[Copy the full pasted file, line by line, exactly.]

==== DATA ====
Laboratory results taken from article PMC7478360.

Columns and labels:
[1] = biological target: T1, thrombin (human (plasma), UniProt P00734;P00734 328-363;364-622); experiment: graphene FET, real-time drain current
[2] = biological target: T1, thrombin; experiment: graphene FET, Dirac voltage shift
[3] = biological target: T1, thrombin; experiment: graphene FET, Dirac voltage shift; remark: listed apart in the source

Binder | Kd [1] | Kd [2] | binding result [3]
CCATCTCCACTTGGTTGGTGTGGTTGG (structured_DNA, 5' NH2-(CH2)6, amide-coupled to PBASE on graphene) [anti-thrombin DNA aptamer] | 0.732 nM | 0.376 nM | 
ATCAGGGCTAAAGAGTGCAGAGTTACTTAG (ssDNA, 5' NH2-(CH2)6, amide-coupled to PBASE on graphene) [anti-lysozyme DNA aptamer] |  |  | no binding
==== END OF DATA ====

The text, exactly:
Laboratory results taken from article PMC7478360.

Columns and labels:
[1] = biological target: T1, thrombin (human (plasma), UniProt P00734;P00734 328-363;364-622); experiment: graphene FET, real-time drain current
[2] = biological target: T1, thrombin; experiment: graphene FET, Dirac voltage shift
[3] = biological target: T1, thrombin; experiment: graphene FET, Dirac voltage shift; remark: listed apart in the source

Binder | Kd [1] | Kd [2] | binding result [3]
CCATCTCCACTTGGTTGGTGTGGTTGG (structured_DNA, 5' NH2-(CH2)6, amide-coupled to PBASE on graphene) [anti-thrombin DNA aptamer] | 0.732 nM | 0.376 nM | 
ATCAGGGCTAAAGAGTGCAGAGTTACTTAG (ssDNA, 5' NH2-(CH2)6, amide-coupled to PBASE on graphene) [anti-lysozyme DNA aptamer] |  |  | no binding